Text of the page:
You don’t get to be 95 without gaining a bit of wisdom. One thing I’ve learned is how you carry yourself matters, particularly to the children you meet.
Whether through Sunday school teaching, camp counseling, or being a neighbor and a mom, I’ve known a lot of kids throughout my life, especially during the time my own sons were young. At a recent funeral, I saw many kids I knew as a camp counselor—though they sure aren’t kids anymore! They came up to me and told me who they were, because they’d grown up so I didn’t recognize them.
One gal introduced herself and I recalled combing and braiding her hair every morning at camp. She was also part of the bunch who played ball, and when I hit the ball she let me get to first base. I teased her about that, saying it’s not a good thing to do—you’re supposed to get people out no matter who they are!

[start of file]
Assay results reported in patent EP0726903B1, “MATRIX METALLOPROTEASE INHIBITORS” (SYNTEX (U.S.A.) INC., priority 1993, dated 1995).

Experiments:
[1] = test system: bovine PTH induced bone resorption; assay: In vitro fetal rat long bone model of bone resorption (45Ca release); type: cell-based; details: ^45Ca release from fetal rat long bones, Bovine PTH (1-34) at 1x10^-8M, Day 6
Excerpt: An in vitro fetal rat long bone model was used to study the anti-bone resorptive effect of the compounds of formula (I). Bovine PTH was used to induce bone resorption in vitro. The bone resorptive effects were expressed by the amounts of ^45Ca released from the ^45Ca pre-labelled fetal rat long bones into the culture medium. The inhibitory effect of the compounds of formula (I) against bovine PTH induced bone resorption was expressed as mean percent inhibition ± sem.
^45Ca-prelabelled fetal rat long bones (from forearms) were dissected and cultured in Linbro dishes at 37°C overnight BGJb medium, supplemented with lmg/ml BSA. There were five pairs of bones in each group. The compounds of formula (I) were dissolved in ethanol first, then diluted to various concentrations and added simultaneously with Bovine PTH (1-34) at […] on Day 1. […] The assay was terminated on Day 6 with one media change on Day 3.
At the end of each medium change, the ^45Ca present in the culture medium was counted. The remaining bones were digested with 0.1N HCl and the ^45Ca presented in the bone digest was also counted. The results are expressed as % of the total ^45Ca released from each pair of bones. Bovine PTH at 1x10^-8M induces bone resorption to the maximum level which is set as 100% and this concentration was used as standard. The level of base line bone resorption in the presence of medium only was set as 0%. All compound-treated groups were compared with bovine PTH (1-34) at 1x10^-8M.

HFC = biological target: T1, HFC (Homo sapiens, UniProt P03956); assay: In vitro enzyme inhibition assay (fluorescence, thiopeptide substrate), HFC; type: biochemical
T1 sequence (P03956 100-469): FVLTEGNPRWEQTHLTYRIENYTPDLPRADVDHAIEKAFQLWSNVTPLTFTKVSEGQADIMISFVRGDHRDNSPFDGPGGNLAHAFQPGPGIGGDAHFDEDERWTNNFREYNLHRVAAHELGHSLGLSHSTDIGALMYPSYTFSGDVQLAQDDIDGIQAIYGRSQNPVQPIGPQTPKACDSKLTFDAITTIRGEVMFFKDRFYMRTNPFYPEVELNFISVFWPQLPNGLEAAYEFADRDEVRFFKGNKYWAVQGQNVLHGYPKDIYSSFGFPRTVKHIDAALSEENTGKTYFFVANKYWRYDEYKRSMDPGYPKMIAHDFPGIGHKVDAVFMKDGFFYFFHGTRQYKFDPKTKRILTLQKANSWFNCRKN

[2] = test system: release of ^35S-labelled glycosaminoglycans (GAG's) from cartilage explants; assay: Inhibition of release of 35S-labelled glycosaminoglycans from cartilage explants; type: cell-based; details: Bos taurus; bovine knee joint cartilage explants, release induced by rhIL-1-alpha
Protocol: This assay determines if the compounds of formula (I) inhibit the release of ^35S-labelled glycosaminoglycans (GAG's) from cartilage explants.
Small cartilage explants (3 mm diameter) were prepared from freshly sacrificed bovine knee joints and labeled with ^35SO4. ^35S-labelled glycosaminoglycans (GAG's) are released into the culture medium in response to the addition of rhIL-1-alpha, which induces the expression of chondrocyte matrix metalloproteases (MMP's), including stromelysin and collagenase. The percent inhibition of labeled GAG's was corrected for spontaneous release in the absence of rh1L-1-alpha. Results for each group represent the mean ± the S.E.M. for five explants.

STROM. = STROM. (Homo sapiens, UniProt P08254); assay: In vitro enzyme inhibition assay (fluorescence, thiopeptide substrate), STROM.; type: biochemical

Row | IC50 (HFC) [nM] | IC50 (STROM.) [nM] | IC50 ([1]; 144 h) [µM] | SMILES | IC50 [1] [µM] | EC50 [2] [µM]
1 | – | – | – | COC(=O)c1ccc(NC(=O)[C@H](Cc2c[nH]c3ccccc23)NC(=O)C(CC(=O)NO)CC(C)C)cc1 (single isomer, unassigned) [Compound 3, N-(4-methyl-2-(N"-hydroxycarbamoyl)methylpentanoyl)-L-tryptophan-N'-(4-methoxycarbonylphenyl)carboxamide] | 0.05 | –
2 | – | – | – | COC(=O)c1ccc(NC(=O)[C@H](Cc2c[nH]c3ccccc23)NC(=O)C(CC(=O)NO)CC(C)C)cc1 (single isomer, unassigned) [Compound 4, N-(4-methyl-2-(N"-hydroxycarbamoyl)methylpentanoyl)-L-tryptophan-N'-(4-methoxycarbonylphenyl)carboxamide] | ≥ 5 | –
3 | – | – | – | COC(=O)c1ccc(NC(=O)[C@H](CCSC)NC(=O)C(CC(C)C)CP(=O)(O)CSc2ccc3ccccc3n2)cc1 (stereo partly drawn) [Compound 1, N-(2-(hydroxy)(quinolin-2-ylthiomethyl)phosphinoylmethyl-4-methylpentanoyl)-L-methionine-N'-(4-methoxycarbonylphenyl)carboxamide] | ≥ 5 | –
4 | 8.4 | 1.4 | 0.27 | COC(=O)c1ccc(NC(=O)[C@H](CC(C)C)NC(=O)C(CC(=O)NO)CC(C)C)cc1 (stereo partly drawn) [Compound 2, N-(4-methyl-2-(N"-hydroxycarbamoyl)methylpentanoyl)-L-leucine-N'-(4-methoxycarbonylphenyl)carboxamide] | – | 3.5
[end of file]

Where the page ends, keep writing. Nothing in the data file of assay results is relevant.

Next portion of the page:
Another fellow, the minister’s son, had wanted to be a windshield wiper when he grew up. He told me everybody still reminds him of that.
I remember I had a bird book with me at camp, and one day when I took the kids for a walk there was a whole beautiful flock of birds up in a tree, and I could tell them the name of each one. It was like God put them there, like how God puts special kids in our lives sometimes.
I’ve learned that I may not remember names, but I do remember people and the things we did together. And kids may not remember your name, either, but they sure will remember you.